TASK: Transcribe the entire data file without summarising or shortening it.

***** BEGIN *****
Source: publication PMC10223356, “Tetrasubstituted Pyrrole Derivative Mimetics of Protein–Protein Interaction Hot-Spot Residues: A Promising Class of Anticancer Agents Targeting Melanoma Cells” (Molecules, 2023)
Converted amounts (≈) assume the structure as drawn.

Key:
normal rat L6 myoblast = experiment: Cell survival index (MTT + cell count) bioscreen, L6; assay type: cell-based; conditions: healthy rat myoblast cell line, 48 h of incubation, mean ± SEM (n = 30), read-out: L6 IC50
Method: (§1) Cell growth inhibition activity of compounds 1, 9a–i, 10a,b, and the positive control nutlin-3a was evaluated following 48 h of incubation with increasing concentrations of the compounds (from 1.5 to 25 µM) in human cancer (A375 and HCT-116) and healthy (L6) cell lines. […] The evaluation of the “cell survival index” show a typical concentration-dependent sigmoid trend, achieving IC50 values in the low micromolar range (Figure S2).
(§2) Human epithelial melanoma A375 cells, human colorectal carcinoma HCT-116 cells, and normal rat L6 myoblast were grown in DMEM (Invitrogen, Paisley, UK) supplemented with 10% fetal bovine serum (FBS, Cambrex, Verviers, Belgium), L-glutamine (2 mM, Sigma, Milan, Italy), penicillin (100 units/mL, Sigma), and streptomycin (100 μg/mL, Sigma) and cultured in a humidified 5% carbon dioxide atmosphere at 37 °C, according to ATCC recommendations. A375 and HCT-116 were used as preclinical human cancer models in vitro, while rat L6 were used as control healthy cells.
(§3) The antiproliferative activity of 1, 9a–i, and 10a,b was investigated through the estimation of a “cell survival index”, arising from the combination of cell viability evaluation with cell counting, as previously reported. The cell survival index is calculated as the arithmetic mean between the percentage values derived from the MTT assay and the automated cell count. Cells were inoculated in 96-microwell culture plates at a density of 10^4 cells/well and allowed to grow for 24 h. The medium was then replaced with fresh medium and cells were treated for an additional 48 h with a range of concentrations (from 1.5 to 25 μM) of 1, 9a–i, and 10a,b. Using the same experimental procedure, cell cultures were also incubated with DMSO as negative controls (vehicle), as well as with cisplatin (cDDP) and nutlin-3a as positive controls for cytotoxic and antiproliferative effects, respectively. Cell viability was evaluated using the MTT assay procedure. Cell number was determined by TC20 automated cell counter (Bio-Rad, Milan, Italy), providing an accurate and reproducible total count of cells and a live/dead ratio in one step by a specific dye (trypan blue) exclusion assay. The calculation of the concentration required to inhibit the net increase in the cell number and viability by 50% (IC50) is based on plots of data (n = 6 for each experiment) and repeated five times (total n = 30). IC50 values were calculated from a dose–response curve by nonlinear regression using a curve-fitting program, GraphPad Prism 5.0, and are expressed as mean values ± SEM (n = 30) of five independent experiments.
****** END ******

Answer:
Source: publication PMC10223356, “Tetrasubstituted Pyrrole Derivative Mimetics of Protein–Protein Interaction Hot-Spot Residues: A Promising Class of Anticancer Agents Targeting Melanoma Cells” (Molecules, 2023)
Converted amounts (≈) assume the structure as drawn.

Key:
normal rat L6 myoblast = experiment: Cell survival index (MTT + cell count) bioscreen, L6; assay type: cell-based; conditions: healthy rat myoblast cell line, 48 h of incubation, mean ± SEM (n = 30), read-out: L6 IC50
Method: (§1) Cell growth inhibition activity of compounds 1, 9a–i, 10a,b, and the positive control nutlin-3a was evaluated following 48 h of incubation with increasing concentrations of the compounds (from 1.5 to 25 µM) in human cancer (A375 and HCT-116) and healthy (L6) cell lines. […] The evaluation of the “cell survival index” show a typical concentration-dependent sigmoid trend, achieving IC50 values in the low micromolar range (Figure S2).
(§2) Human epithelial melanoma A375 cells, human colorectal carcinoma HCT-116 cells, and normal rat L6 myoblast were grown in DMEM (Invitrogen, Paisley, UK) supplemented with 10% fetal bovine serum (FBS, Cambrex, Verviers, Belgium), L-glutamine (2 mM, Sigma, Milan, Italy), penicillin (100 units/mL, Sigma), and streptomycin (100 μg/mL, Sigma) and cultured in a humidified 5% carbon dioxide atmosphere at 37 °C, according to ATCC recommendations. A375 and HCT-116 were used as preclinical human cancer models in vitro, while rat L6 were used as control healthy cells.
(§3) The antiproliferative activity of 1, 9a–i, and 10a,b was investigated through the estimation of a “cell survival index”, arising from the combination of cell viability evaluation with cell counting, as previously reported. The cell survival index is calculated as the arithmetic mean between the percentage values derived from the MTT assay and the automated cell count. Cells were inoculated in 96-microwell culture plates at a density of 10^4 cells/well and allowed to grow for 24 h. The medium was then replaced with fresh medium and cells were treated for an additional 48 h with a range of concentrations (from 1.5 to 25 μM) of 1, 9a–i, and 10a,b. Using the same experimental procedure, cell cultures were also incubated with DMSO as negative controls (vehicle), as well as with cisplatin (cDDP) and nutlin-3a as positive controls for cytotoxic and antiproliferative effects, respectively. Cell viability was evaluated using the MTT assay procedure. Cell number was determined by TC20 automated cell counter (Bio-Rad, Milan, Italy), providing an accurate and reproducible total count of cells and a live/dead ratio in one step by a specific dye (trypan blue) exclusion assay. The calculation of the concentration required to inhibit the net increase in the cell number and viability by 50% (IC50) is based on plots of data (n = 6 for each experiment) and repeated five times (total n = 30). IC50 values were calculated from a dose–response curve by nonlinear regression using a curve-fitting program, GraphPad Prism 5.0, and are expressed as mean values ± SEM (n = 30) of five independent experiments.